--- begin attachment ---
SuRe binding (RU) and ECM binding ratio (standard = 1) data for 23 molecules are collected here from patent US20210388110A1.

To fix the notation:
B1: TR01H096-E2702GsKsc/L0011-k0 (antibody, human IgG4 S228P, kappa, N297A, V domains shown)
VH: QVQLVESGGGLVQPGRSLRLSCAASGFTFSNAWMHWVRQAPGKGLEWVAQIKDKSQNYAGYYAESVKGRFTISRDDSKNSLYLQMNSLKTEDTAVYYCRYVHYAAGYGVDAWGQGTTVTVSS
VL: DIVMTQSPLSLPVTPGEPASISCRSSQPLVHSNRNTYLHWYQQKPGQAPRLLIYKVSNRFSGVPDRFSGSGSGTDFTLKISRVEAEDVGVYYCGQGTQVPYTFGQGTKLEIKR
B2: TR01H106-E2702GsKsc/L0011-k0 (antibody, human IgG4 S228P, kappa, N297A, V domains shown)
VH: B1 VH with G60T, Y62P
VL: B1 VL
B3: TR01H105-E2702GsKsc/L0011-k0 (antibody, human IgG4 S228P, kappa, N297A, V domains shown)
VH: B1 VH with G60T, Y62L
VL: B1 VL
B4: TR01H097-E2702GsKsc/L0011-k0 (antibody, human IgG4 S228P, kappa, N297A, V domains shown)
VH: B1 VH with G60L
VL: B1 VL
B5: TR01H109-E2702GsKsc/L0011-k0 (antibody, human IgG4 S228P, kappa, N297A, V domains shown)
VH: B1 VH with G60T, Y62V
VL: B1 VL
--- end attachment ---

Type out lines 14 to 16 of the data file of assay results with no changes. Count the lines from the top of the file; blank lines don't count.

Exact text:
VL: B1 VL
B5: TR01H109-E2702GsKsc/L0011-k0 (antibody, human IgG4 S228P, kappa, N297A, V domains shown)
VH: B1 VH with G60T, Y62V